collapse of the banking system, hurting ordinary citizens, foreign investors, and Russia's relations with its trade partners. Across Russia, reaction to the ruble devaluation is varied. According to RFE\RL Newsline, some Russians remained "icy calm," while other faced runs on foreign currency and goods. People in St. Petersburg bought durable goods and jewelry. In Novokuznetsk and Stavropol regions, there was little reaction to the de facto devaluation of the ruble. The expected panic run on the banks has been happening at a much lower rate than expected. As prices in many stores will remain the basically the same until inventories run out, there is no sense of hysteria. Part of the reason for this is that many Russians, skeptical of the government and banks, have opted to put their savings in their own mattresses and that many have their savings in the hard currencies, especially the dollar. Russia is the largest nation that has dollar holders outside of the US, with approximately $75 billion amongst Russians. Even though the ruble exchange rate will cause imports to be more expensive, many Russians are confident because their savings are outside the banking system. Only 30 percent of all Russians' savings are deposited in banks, 80 percent of which is in Sberbank, which is guaranteed by the government. While the Central Bank is offering support to certain commercial banks and sending inspectors to monitor operations, 800 bank failures are expected to take place. Banks expected to collapse don't meet western standards anyway. Many of these banks are fronts for high risk speculation in the stock market and money market. Director of the Moscow office of the Carnegie Endowment for International Peace Alan ROUSSO said, "They don't do commercial lending, credit cards, hold consumer deposits—nothing of what we would consider banking services. They just move money back and forth. More than half the banks may fail, but this, in some measure, will be good for the Russian economy."

However, foreign investors will be harder hit by the restructuring than local ones, according to a research report released by Credit Suisse First Boston (CSFB). The report quoted in The Financial Times said, "Foreigners are likely to be forced to accept low yielding, dollar-linked securities in return for their GKOs [treasury bills]: domestic investors on the other hand, will receive ruble-denominated bonds worth almost three times as much based on current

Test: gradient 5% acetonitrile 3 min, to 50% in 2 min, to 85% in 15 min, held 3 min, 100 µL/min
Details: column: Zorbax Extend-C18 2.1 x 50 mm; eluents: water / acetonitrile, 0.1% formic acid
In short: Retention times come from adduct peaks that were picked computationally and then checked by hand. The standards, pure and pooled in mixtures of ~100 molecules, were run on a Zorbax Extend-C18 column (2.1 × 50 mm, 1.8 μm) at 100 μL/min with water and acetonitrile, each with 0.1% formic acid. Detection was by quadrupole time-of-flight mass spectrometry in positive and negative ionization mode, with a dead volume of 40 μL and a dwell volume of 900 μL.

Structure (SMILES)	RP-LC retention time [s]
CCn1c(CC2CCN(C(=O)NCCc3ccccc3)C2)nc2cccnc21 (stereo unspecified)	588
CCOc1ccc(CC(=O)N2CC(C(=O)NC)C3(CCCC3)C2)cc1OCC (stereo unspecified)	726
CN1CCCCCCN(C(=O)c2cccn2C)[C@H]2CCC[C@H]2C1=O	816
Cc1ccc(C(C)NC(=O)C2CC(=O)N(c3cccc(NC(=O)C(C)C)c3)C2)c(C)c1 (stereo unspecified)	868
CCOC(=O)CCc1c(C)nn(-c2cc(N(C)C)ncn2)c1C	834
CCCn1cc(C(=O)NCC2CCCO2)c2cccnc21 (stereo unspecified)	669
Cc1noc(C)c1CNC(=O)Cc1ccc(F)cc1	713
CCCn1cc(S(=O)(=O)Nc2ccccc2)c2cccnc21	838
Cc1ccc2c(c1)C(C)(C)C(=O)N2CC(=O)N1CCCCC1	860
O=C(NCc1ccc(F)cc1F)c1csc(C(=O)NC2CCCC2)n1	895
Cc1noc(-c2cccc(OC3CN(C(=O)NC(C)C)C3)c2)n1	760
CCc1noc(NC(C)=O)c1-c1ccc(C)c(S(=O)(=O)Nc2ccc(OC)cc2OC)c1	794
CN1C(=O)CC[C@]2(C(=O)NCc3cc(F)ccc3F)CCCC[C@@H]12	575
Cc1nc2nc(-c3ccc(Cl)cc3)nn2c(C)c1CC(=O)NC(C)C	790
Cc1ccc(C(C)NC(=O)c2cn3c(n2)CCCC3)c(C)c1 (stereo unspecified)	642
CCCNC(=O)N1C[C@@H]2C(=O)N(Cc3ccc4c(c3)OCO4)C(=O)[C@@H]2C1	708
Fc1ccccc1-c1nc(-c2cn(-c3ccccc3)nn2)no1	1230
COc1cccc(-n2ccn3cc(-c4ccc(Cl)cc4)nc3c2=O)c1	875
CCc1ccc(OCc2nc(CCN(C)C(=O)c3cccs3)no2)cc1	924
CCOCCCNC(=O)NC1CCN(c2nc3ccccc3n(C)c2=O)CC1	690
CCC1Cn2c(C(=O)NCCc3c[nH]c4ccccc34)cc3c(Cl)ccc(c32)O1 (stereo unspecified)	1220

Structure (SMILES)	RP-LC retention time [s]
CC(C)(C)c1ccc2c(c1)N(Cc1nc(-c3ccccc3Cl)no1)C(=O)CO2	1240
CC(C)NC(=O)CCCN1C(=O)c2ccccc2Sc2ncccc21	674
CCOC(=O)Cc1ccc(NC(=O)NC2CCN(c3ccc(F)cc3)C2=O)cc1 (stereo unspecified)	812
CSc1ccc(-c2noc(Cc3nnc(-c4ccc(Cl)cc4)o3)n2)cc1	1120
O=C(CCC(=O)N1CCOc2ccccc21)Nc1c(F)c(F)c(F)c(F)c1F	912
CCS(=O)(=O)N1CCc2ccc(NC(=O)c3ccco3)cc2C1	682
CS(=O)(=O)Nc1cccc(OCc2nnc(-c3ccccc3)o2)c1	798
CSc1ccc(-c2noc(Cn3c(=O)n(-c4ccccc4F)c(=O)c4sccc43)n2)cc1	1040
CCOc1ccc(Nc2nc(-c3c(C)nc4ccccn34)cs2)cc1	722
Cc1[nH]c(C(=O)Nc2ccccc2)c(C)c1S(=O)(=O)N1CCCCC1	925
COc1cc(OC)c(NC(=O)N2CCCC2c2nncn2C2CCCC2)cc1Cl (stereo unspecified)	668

exchange rates. CSFB added, "If foreign investors face ex-post discrimination, current foreign investors will continue to leave and new investors will not enter [the Russian markets]. Russia will not obtain the capital and know-how it needs."

Concerning the international community, the affect to the de facto ruble devaluation will depend largely on the amount of trade and financial risk exposed to Russia. Germany has the largest burden with foreign loans to Russia totaling $30.5 billion. German Finance Minister Theo WAIGEL and Economics Minister Guenter REXRODT urged the Russian cabinet to carry out reforms without delay. WAIGEL said that, "long-term stabilization is possible only when the confidence in financial markets and in Russian society is restored." He believes the Russian tax system should be modernized first and then regulate the state budget. US banks are second to Germany, with $7.1 billion in outstanding loan, followed by France with $7 billion, and Italy with $4.3 billion. Spokesman for the European Commission Verros CONSTANTIN said that the Commission is studying the Russian case "very carefully" and is following the situation "closely."


Svyazinvest Share Starting Price Set

· The Russian government on Monday set the starting price of 25 percent minus two shares of the stock of telecommunications company Svyazinvest at 6.492 billion rubles ($1 billion), according to a high-ranking official from the Russian State Property Fund. The deadline for bids is October 13th with results of the tender to be concluded by October 16th. The buyer is required to invest $100 million in the development of Svyazinvest's subsidiaries, $411 million in a GSM-900 mobile phone operating license, and pay $5 million for the expenses of the tender. The government has hired Merrill Lynch and HSBC as consultants to the sale. US financier George SOROS, who participated in the international consortium which won a 25 percent plus one share in the July, 1997 controversial auction, said that he might bid for the second stake.